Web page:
Drambuie is a Scotch whisky based liqueur. Honey is used to provide the sweetness and a secret blend of spices and herbs gives it its unique flavor. Lemon, saffron, and nutmeg are reputed to be some of these additives.
According to legend, Drambuie was created by Prince Charles Edward Stuart (Bonnie Prince Charlie). In 1746, after an unsuccessful invasion of England, he escaped to the Isle of Skye where he was given sanctuary by the MacKinnon clan. In return, he bequeathed his cherished liqueur recipe to the MacKinnon clan as thanks.
From the MacKinnons, the recipe was given to James Ross who ran a hotel on the island in the late 19th century. Ross refined the recipe and shared the drink with his friends and patrons. Eventually, he was distributing the drink beyond Scotland to continental Europe and the United States.
When Ross died young, his widow was forced to sell the recipe by twist of fate to a MacKinnon family unrelated to the MacKinnon clan. This MacKinnon family has produced Drambuie ever since.
The name of the drink may come from one of two sources. It could come from the Scottish words dram buidheach which means "the drink that satisfies". But the literal translation of the word drambuie means "yellow hills".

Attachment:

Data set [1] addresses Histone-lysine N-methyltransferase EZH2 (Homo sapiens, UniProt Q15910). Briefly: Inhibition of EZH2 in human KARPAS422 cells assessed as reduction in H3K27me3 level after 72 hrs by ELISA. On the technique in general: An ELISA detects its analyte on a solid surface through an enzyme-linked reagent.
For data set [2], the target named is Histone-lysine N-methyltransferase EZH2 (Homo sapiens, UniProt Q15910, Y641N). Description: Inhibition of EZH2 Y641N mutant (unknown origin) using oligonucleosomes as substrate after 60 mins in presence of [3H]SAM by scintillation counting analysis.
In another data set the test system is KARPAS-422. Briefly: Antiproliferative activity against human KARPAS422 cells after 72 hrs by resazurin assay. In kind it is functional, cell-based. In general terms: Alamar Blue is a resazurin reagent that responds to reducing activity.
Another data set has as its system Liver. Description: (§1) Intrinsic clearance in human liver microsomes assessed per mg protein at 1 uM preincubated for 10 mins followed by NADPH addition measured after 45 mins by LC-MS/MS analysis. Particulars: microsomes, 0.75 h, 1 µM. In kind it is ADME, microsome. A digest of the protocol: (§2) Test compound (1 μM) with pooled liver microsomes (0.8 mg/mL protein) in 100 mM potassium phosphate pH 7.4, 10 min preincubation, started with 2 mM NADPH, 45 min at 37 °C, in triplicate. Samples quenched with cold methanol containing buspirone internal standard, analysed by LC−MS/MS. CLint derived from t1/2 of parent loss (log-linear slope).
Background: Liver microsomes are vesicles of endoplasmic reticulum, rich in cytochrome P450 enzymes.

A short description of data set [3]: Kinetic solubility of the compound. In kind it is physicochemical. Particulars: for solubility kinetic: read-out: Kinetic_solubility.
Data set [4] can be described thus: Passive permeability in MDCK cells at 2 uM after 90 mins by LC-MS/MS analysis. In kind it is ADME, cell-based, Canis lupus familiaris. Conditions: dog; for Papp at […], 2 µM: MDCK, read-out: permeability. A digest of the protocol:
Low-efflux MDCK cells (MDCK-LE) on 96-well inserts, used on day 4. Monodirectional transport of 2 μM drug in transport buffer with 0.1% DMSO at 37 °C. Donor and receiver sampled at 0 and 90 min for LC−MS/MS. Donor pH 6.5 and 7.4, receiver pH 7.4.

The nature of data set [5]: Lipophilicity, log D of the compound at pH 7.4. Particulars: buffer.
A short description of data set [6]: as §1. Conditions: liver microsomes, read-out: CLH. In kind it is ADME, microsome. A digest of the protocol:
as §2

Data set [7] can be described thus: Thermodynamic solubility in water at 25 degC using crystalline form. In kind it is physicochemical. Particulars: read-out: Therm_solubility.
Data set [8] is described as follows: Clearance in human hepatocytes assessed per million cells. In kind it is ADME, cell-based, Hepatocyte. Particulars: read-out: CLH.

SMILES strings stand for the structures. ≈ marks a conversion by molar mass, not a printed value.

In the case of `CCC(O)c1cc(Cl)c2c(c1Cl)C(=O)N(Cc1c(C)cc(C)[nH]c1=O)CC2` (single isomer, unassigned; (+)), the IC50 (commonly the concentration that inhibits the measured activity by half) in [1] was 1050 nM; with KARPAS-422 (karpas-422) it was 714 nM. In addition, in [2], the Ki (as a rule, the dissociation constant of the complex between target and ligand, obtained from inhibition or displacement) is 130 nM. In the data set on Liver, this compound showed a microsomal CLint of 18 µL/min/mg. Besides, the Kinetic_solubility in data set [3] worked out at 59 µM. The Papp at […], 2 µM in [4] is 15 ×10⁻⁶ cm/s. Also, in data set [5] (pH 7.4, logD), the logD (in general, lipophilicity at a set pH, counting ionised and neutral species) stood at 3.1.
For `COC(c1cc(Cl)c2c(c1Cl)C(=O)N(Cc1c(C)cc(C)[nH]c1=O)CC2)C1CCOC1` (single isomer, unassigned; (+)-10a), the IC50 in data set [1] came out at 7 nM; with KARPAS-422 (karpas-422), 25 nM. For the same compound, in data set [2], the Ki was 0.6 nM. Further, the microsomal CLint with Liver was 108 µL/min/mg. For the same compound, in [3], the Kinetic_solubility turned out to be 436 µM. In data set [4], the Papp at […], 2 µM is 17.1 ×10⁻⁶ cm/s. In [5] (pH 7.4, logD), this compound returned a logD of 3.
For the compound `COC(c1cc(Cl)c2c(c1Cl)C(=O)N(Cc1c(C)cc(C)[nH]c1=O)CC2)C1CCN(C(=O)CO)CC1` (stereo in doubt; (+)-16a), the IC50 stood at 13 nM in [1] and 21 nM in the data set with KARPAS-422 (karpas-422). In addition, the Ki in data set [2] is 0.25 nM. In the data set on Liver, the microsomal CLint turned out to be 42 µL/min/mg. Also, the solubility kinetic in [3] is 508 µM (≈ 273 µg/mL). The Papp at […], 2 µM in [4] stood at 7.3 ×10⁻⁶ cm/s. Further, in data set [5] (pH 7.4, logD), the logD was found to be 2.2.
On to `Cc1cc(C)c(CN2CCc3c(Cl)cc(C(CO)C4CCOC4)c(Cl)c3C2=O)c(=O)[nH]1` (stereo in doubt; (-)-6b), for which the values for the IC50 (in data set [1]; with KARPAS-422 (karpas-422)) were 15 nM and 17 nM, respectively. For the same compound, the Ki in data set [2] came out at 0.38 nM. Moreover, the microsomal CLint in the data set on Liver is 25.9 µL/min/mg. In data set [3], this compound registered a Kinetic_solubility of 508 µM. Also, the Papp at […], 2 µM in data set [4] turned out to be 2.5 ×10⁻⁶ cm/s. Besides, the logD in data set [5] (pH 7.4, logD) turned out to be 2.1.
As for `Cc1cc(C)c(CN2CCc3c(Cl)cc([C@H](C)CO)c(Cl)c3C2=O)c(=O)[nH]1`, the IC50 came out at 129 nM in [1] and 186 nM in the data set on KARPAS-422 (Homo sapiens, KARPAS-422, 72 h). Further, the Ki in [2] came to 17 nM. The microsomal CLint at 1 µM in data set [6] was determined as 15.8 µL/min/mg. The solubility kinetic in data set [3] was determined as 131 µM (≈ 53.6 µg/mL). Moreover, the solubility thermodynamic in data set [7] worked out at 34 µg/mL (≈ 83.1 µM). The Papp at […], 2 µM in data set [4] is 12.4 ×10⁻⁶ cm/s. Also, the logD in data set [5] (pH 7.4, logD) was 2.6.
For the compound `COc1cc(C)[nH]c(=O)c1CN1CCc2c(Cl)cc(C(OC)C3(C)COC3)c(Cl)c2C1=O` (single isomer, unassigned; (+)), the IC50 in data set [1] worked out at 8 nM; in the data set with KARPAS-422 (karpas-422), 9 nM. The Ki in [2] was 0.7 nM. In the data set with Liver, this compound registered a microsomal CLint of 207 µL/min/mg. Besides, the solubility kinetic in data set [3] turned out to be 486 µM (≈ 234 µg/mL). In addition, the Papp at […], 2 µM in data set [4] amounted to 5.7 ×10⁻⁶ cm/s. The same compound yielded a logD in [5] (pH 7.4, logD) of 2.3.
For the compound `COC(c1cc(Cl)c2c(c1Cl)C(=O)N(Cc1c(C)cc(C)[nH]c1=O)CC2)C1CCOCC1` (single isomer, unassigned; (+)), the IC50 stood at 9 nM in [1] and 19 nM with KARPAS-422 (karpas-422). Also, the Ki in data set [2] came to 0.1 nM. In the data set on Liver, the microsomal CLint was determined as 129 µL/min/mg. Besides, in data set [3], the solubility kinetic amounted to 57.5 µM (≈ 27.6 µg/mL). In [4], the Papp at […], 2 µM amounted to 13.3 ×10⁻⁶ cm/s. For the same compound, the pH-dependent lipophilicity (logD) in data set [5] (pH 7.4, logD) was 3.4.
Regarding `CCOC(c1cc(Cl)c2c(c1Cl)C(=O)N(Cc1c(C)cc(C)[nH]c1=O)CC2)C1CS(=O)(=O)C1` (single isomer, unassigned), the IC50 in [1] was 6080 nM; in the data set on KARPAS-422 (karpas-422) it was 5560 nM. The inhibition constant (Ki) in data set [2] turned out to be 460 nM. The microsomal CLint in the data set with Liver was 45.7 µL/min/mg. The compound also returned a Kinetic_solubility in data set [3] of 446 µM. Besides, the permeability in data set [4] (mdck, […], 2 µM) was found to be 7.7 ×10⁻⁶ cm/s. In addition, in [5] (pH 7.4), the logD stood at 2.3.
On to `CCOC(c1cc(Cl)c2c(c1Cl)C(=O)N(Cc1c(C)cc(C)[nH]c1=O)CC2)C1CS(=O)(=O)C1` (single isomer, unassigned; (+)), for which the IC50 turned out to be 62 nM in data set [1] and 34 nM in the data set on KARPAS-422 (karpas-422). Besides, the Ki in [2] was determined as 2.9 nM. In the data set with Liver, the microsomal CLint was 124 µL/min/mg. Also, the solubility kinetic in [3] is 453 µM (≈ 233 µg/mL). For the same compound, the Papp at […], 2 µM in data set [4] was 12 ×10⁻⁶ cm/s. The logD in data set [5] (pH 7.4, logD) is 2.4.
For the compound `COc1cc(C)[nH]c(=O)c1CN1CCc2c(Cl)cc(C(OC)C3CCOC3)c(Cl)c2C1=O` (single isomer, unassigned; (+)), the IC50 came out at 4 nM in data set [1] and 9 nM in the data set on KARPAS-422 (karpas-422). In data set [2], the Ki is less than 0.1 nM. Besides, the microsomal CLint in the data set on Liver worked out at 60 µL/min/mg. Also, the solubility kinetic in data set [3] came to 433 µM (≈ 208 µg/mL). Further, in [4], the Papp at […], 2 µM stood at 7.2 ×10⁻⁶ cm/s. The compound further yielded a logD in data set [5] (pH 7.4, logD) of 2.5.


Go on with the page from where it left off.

If you weren't lucky enough to be a friend or patron of James Ross, you could start buying Drambuie from a liquor shop beginning in 1909. From this point the MacKinnon family worked to grow the market for Drambuie.
The Drambuie Liqueur Company was established in 1914 while the English House of Lords chose Drambuie as the first liqueur to be stored in their cellars. British troops during World War I received Drambuie all over the world.
Because of the importance of the herbs and spices used in the recipe, the matriarch of the company, Gina MacKinnon, controlled the selection and use of these vital ingredients. Ever since, the recipe has been handed down on the female side of the family.
During the 20th century, Drambuie had its successes and challenges. It grew steadily in popularity until the latter part of the century, when changes in contemporary culture forced the company to become more creative with its marketing. The company adapted and still thrives with a combination of cutting edge advertising and a reputation for history, tradition, and unchanging quality.